Brexit-Backing Tories Push May for Answers on U.K.-EU Trade Plan
(Bloomberg) -- Prime Minister Theresa May is facing a fresh showdown with her cabinet over plans to keep the U.K. closely tied to European Union rules for trading goods after Brexit, people familiar with the matter said.
May’s senior pro-Brexit colleagues want her to explain more clearly how a new proposal for the U.K.’s future customs regime will work, as some fear it could keep the country chained to the EU’s tariff regime forever, the people said.
On services, which account for most of the U.K. economy, May’s emerging plan is to seek mutual recognition of regulations rather than following EU rules.
The premier aims to have the plans agreed at a key meeting of her cabinet on Friday. But it’s not yet clear that her feuding ministers will unite behind the premier’s approach, with some Tories privately discussing whether they will launch a bid to oust her.
Friday’s all-day cabinet meeting -- at May’s “Chequers” country house -- is seen as critical to moving Brexit negotiations forward. Talks with the EU in Brussels have stalled -- because the European side say they still don’t know enough detail about what the U.K. wants. EU officials have already indicated that any plan that aims to keep market access for goods but not services would be unacceptable as it would threaten the integrity of Europe’s single market.
The most difficult issue for May to finalize is what future customs regime the U.K. will try to agree to with the EU. Two previous proposals split her cabinet so she’s produced a third option that she now wants ministers to back. Two officials briefed on her latest customs plan say it’s complicated and requires careful further explanation.
ITV News reported that the plan will involve the U.K. continuing to collect the EU’s tariffs at the border, an option that pro-Brexit ministers such as Foreign Secretary Boris Johnson and Brexit Secretary David Davis have previously attacked as “crazy” and unworkable.
One senior official didn’t rule out the proposal but suggested that it was being revised to improve some of the most problematic features of the plan.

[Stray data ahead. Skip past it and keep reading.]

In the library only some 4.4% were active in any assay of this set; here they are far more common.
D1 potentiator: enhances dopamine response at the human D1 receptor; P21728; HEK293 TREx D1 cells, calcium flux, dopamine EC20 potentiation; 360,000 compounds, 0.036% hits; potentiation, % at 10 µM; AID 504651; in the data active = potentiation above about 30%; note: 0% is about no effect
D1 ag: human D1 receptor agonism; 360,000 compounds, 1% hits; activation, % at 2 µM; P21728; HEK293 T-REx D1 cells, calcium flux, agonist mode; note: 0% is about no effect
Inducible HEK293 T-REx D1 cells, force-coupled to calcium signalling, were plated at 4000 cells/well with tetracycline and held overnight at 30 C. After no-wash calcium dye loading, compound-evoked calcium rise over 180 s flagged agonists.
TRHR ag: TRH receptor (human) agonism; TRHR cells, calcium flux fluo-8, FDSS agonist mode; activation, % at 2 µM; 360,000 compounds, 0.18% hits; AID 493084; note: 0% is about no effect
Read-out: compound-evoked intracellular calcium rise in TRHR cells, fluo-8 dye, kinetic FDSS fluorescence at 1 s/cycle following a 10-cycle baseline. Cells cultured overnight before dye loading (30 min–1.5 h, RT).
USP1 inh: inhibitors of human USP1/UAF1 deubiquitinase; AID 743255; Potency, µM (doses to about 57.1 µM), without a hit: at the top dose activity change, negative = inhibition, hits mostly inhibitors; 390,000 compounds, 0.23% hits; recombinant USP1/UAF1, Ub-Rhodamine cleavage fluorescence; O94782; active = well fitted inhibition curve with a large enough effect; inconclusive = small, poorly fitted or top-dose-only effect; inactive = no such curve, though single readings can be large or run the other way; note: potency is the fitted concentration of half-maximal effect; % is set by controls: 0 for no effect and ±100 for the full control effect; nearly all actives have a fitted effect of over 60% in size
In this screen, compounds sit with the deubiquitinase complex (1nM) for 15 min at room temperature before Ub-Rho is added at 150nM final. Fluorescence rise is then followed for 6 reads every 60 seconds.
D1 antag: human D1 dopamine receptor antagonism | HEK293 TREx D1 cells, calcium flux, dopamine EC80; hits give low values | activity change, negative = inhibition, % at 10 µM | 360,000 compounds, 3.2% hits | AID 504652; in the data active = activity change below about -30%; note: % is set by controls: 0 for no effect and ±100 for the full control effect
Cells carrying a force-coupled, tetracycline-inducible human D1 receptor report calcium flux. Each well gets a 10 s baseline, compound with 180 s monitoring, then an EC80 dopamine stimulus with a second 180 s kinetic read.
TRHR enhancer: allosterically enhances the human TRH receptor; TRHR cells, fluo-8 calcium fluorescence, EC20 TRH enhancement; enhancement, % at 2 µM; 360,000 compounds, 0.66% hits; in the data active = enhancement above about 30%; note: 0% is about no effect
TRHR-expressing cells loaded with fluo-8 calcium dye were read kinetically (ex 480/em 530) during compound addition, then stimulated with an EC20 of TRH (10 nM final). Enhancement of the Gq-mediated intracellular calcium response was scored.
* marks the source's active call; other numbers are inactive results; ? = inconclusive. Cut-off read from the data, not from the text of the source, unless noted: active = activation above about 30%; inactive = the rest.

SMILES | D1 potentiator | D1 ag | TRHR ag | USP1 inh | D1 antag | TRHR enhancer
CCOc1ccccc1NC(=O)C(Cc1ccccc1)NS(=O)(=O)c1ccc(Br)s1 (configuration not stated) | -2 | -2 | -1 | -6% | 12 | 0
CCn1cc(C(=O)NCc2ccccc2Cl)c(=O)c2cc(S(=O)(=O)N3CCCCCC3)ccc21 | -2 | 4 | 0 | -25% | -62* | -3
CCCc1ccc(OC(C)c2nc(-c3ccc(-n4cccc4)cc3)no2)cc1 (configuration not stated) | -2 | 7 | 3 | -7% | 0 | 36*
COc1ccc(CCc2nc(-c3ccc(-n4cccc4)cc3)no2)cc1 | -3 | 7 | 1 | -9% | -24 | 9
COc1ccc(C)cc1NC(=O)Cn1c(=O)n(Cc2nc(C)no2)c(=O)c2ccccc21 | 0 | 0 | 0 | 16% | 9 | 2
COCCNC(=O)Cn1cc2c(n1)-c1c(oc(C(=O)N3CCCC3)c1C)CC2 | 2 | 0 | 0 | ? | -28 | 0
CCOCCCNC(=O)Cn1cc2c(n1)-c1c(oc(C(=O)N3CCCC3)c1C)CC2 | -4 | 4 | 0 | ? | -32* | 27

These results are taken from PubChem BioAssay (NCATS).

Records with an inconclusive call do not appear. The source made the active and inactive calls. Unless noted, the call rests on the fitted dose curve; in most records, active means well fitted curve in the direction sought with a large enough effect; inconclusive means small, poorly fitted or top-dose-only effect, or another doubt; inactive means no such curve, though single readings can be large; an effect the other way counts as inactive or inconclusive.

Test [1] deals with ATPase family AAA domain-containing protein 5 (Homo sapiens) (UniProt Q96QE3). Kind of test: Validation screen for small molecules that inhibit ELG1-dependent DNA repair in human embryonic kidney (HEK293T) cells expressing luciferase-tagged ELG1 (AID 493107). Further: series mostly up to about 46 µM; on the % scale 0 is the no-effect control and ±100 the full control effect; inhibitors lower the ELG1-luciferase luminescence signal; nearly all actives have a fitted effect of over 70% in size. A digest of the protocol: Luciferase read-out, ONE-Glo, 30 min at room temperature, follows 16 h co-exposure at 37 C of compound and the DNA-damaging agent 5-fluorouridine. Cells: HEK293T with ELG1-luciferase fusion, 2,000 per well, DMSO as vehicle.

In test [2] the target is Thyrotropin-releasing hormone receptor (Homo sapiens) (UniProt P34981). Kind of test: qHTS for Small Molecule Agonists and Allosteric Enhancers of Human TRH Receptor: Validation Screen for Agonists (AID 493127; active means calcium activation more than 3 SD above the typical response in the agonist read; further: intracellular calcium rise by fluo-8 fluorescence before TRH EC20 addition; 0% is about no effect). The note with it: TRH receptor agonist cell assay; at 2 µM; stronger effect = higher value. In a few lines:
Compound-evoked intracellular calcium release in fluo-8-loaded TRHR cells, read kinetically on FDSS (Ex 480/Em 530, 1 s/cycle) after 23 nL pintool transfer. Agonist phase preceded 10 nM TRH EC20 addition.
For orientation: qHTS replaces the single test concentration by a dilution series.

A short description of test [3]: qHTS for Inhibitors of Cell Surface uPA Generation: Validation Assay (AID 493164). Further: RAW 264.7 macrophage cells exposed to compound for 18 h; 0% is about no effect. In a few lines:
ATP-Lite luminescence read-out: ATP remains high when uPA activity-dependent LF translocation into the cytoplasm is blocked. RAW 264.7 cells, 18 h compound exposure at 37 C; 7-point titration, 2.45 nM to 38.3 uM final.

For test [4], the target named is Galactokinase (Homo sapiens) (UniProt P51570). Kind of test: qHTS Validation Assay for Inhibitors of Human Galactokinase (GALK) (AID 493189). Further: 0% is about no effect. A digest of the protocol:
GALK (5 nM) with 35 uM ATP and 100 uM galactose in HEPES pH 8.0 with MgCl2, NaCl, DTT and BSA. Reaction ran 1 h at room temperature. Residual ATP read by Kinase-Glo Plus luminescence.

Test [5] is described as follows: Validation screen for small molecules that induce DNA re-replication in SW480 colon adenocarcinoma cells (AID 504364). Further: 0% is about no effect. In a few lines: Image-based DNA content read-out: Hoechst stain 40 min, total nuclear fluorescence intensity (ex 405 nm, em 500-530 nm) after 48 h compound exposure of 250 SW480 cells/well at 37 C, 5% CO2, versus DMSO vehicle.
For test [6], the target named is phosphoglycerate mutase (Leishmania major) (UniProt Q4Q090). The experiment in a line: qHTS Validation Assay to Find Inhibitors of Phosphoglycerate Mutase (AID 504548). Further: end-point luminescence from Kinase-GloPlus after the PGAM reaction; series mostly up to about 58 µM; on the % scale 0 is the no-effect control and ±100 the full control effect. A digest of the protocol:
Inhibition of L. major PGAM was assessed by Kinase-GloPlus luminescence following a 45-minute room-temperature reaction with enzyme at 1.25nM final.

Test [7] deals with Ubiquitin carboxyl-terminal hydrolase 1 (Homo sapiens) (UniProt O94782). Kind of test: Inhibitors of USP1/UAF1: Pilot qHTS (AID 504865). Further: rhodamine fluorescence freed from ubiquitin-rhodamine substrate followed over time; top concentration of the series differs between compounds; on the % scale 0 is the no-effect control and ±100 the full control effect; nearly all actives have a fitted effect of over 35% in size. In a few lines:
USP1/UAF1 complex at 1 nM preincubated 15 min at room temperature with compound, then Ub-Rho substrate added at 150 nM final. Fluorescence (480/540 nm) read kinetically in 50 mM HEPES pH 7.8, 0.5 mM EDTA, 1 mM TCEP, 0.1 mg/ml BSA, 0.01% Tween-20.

May and her team have been briefing senior ministers on her latest plans, which will be contained in a so-called government white paper setting out the future relationship between the U.K. and the EU.
Some Tory euroskeptics are studying the details closely and fear she’s keeping Britain too closely tied to the bloc. They want a clean split and are threatening to revolt if the prime minister fails to deliver it. Sticking too close to EU rules -- especially on tariff rates -- will hinder the U.K.’s ability to do trade deals with other countries, a key part of the Brexit campaign’s narrative.
No pro-Brexit cabinet ministers have yet resigned over the direction of negotiations, and many rumored leadership challenges have come to nothing.
There was some good news for the pro-Brexit band of Tories on Wednesday with a plan to “take back control” of the U.K.’s fishing waters. The package promises a fairer deal for British fishermen. “When we leave the EU, we will take back control of our waters, while ensuring we don’t see our fishermen unfairly denied access to other waters,” May said.
May’s ministers won’t decide in detail what the future migration policy for EU workers will be on Friday. But in another sign of May’s efforts to maintain tight links with the EU, Brexit Minister Robin Walker set out the government’s plans for mutual recognition of professional qualifications to help foster services trade.
The government wants lawyers, architects and doctors to continue to have their qualifications accepted in the EU, and will seek fly-in fly-out rights for professionals, Walker said Tuesday.
The white paper will include a clutch of proposals that together will keep the U.K. closely tied to the EU’s trade regime, according to officials speaking on condition of anonymity. These policies, which could still change before the plan is finalized, include:
- Adopting the principle of “mutual recognition” to ease services trade. This would allow the U.K. and EU to recognize each other’s qualifications, standards of work and regulatory regimes for financial services. The EU has rejected this.
- Freedom for workers in services companies to travel to work in the U.K. and across the EU
- Regulations for manufactured goods will be “substantially similar” to those operating in the EU single market
- There will be no new tariffs with the EU
- A joint panel made up of representatives from either side to arbitrate on trade disputes
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